Dem senator introduces proposal to rein in Trump on security clearances
© Anna Moneymaker

Sen. Mark WarnerMark Robert WarnerA bold fix for US international taxation of corporations Democrats offer competing tax ideas on Biden infrastructure Five ways an obscure Senate ruling could change Washington MORE (D-Va.), the vice chairman of the Senate Intelligence Committee, is trying to rein in President TrumpDonald TrumpTrump: McConnell 'helpless' to stop Biden from packing court Romney on NRSC awarding Trump: Not 'my preference' McConnell sidesteps Trump calling him 'dumb son of a b----' MORE's ability to revoke the security clearances of the administration’s political critics.

Warner said on Monday that he filed the proposal as an amendment to the mammoth Defense, Health and Human Services, Labor and Education funding bill that's being debated by the Senate.

"President Trump’s actions over the last week are beyond outrageous," Warner said in a statement. "His tactics are reminiscent of another president who abused his office to settle scores and punish critics."

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He added that Trump is "setting an extremely dangerous precedent" by revoking former CIA Director John BrennanJohn Owen BrennanOvernight Defense: Capitol Police may ask National Guard to stay | Biden's Pentagon policy nominee faces criticism | Naval Academy midshipmen moved to hotels Republicans blast Pentagon policy nominee over tweets, Iran nuclear deal Online and frighteningly real: 'A Taste of Armageddon' MORE's security clearance and threatening to take the same step against several former intelligence officials.

"He’s using the powers of his office in an attempt to intimidate and silence his opponents, and he is politicizing a process that is, by design, supposed to be non-partisan and apolitical," Warner said.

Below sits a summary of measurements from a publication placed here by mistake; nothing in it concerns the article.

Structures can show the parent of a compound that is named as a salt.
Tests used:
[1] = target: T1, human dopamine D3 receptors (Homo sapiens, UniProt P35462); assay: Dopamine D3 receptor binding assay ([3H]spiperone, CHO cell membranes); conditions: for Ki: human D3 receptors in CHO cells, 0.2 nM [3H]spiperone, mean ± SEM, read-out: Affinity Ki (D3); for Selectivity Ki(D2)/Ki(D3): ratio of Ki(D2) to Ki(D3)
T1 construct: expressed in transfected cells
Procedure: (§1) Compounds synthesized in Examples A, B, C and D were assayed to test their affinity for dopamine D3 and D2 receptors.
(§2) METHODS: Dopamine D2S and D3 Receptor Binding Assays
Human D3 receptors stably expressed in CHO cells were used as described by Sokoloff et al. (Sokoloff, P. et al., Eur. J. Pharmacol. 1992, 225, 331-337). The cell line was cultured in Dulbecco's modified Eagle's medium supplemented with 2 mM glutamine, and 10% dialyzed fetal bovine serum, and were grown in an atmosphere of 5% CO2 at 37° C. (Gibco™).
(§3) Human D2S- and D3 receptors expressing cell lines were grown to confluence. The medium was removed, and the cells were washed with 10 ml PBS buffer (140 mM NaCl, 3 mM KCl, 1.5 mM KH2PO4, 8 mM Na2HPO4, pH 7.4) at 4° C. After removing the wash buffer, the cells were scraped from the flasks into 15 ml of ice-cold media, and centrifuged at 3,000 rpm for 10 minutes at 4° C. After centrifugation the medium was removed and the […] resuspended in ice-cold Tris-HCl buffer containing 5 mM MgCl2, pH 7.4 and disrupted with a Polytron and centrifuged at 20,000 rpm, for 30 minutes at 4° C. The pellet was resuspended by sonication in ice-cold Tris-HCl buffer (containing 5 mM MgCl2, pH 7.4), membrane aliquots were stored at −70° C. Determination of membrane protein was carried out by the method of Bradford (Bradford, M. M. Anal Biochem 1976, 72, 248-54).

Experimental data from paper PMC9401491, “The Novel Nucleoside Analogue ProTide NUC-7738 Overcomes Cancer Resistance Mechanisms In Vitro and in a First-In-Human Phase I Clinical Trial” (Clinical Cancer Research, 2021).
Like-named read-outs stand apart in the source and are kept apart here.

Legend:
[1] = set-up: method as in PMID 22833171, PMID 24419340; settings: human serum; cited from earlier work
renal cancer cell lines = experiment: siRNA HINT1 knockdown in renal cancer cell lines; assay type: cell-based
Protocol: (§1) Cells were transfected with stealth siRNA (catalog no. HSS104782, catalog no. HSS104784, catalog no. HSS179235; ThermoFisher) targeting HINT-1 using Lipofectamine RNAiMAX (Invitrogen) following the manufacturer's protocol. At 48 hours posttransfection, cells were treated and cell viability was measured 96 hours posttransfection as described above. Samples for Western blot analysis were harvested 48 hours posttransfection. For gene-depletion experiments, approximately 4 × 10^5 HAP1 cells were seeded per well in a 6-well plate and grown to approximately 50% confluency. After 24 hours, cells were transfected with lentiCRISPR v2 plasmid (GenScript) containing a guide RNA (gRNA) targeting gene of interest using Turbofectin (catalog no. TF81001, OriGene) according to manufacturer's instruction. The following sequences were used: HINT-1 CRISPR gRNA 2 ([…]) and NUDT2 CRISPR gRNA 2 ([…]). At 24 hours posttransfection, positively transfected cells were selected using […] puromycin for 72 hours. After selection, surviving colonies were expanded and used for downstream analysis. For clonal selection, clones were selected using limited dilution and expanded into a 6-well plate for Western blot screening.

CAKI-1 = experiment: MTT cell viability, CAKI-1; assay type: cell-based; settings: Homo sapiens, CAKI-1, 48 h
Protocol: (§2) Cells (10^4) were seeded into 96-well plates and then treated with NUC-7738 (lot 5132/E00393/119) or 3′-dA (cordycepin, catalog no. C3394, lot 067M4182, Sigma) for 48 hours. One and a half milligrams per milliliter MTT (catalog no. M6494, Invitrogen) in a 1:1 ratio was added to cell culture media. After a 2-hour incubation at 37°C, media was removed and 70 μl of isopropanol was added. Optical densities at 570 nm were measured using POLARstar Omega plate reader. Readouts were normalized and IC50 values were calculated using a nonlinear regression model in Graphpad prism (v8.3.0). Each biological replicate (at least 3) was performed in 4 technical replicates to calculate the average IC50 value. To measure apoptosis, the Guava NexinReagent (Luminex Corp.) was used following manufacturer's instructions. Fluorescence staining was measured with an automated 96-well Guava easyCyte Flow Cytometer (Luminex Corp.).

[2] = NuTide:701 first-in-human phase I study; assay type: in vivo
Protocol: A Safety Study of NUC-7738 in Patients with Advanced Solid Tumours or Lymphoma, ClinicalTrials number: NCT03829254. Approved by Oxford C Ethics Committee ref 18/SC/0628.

Warner's amendment would block federal funding from being used to revoke an individual's security clearance unless it complies with two executive orders that outline who can have access to classified information or U.S. code that details what should be factored into whether a person should have access to classified information.

The amendment comes after Trump sparked bipartisan backlash by stripping Brennan, who has been a vocal critic of the White House, of his security clearance.

"The abuse of the powers of public office to silence critics, punish political enemies is exactly what goes on in dictatorships in banana republics and we're not one of those, thank god," Senate Minority Leader Charles SchumerChuck SchumerTop academics slam Puerto Rico Self-Determination Act NY Times beclowns itself by normalizing court-packing 'to balance the conservative majority' The first Southern state legalizes marijuana — what it means nationally MORE (D-N.Y.) said on the Senate floor earlier Monday.

The White House has said Trump is considering taking the same action against other former intelligence officials, including former FBI Director James ComeyJames Brien ComeyShowtime developing limited series about Jan. 6 Capitol riot Wray says FBI not systemically racist John Durham's endgame: Don't expect criminal charges MORE and former Director of National Intelligence James ClapperJames Robert Clapper140 national security leaders call for 9/11-style panel to review Jan. 6 attack The biggest example of media malfeasance in 2020 is... Meet Biden's pick to lead the US intelligence community MORE.

Trump threatened similar action against Bruce Ohr, a Justice Department official who has come under fire from Republicans for his links to Fusion GPS, the firm behind a controversial dossier on Trump.

Warner faces an uphill battle to getting a vote on his amendment. Top Republicans have backed Trump's decision to remove Brennan's security clearance.

To get a vote on his amendment as part of the Senate's debate on the government funding bill, Warner would need the consent of every senator or support from Majority Leader Mitch McConnellAddison (Mitch) Mitchell McConnellTrump: McConnell 'helpless' to stop Biden from packing court Senate GOP opens door to earmarks McConnell sidesteps Trump calling him 'dumb son of a b----' MORE (R-Ky.), who could force a vote on the proposal.